Travel

Fly-fishing in Campbell River, British Columbia

By: Jennifer Reynolds

Photography by Martin Tessler Author: Canadian Living Credits: Photography by Martin Tessler

Travel

Fly-fishing in Campbell River, British Columbia

By: Jennifer Reynolds

Connecting with nature
Our Pacific Coastal flight from Vancouver to Campbell River, BC, is a scenic 45-minute jaunt. From there, it's just an hour's drive through the interior of Vancouver Island to the village of Gold River, population 1,300. This small, riverside community is literally where the road ends and the wilderness begins. Fresh glacier-fed rivers and lakes border the town to the east, and a 10-minute drive west brings you to the Pacific Ocean.

Our destination is The Lodge at Gold River, a majestic yet intimate inn for travellers seeking guided fishing tours. As we pulled into the driveway, I was amazed by the beauty of the main lodge and the surrounding buildings, all constructed from giant spruce and pine logged nearby. The gardens are a stunning mix of native and cultivated species—a natural complement to the beautiful totem poles and sculptures outside. Inside, the timber walls are adorned with art collected locally and abroad. Staff boasts that The Lodge offers the "luxury of roughing it," which might as well be my travel mantra.

I have to confess I'd never been on a fishing trip before. Let's face it, most big-city Ontario families don't go fly-fishing for summer vacation. But I was craving a new sort of excursion, full of things we'd never experienced before. Lucky for me that my husband, Neil, a school principal who gets summers off, and our nine-year-old son, James, are both very athletic and game for anything. We love being outdoors, meeting new people and eating great food.  

Our warm and friendly hosts, Kent and Teresa O'Neill, not only built the place, they manage the daily operations and fishing trips. Their small staff is more like a family, joining guests for cocktails and meals. Kent says it's mostly men that sign up for the guided fishing expeditions, but it's not uncommon to get a few women. (I know they don't regularly get little kids, because James's size-small hip waders looked brand new.)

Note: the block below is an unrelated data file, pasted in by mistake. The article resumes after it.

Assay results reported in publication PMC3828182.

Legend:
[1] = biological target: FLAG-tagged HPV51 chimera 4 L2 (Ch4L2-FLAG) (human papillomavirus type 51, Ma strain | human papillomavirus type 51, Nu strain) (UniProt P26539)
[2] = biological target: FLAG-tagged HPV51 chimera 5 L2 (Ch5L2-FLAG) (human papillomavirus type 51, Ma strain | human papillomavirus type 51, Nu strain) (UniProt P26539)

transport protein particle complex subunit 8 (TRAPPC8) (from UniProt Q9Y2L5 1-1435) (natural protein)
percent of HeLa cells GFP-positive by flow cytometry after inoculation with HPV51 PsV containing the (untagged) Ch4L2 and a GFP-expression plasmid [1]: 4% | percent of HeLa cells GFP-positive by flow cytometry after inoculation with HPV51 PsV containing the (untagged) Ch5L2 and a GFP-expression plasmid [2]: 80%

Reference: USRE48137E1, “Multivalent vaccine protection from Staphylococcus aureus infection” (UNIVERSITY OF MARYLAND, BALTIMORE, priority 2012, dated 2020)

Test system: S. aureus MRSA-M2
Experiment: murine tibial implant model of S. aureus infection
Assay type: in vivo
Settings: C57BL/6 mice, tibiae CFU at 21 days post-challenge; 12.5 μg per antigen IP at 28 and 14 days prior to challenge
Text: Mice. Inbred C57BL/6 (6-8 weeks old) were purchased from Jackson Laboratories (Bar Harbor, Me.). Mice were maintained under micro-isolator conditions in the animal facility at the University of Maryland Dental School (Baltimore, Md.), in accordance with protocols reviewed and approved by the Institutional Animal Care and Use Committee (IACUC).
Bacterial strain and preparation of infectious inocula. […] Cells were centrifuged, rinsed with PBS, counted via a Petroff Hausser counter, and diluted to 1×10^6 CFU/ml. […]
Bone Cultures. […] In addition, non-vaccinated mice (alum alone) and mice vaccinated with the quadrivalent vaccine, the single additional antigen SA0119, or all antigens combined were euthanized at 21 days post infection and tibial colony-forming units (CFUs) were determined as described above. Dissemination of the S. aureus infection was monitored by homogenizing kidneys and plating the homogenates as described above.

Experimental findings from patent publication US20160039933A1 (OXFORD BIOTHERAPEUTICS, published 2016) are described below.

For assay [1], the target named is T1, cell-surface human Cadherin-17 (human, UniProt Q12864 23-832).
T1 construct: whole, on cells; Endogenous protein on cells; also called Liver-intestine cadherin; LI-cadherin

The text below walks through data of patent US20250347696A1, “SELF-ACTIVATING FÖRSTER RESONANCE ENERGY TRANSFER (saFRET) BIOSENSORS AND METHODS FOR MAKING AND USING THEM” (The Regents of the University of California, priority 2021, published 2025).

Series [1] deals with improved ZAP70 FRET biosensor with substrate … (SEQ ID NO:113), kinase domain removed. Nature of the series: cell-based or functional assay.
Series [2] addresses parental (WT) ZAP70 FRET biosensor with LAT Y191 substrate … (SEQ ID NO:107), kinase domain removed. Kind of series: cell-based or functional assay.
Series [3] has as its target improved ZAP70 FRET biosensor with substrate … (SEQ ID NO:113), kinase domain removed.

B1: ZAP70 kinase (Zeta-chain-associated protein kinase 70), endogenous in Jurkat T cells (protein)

Learning how to fly fish
Our first day on the water was mostly about the incredible scenery and enjoying a glass of BC chardonnay on a "party barge" fitted with rods and lines. I'm not sure what we did could be accurately called fishing, because we weren't holding the 
rods, hooking the worms or casting. But when the linebobbed up and down and James yelled "fish," we hurried to grab the rod, reel them in, then throw them back and watch them swim away. There was a lot of competition about who "caught" the biggest fish and how big it actually was.

Our second day was the one I most looked forward to: fly-fishing. Our guide, Alexi, spent quite a bit of time teaching us to cast, first on the lawn, then on a small trout pond. Neil got the hang of it long before I did, but I made up for my poor technique (and for hooking myself in the shoulder) when I learned to relax my right wrist a little. After another hour or so, I caught a small trout. From that moment on, I was literally hooked.

An hour later, we slipped into our fashionable hip waders and made our way to Gold River in the hopes of catching something wild. Within minutes, I had a nibble, but I couldn't snag the line hard enough to keep the little swimmer on. This triggered outright obsession: I had to catch that fish, and I would not leave until I did. Despite trying several locations, my efforts ultimately proved unfruitful. But I was still impressed that my not-so-patient self spent an entire day attempting to trick a fish into biting a fake bug.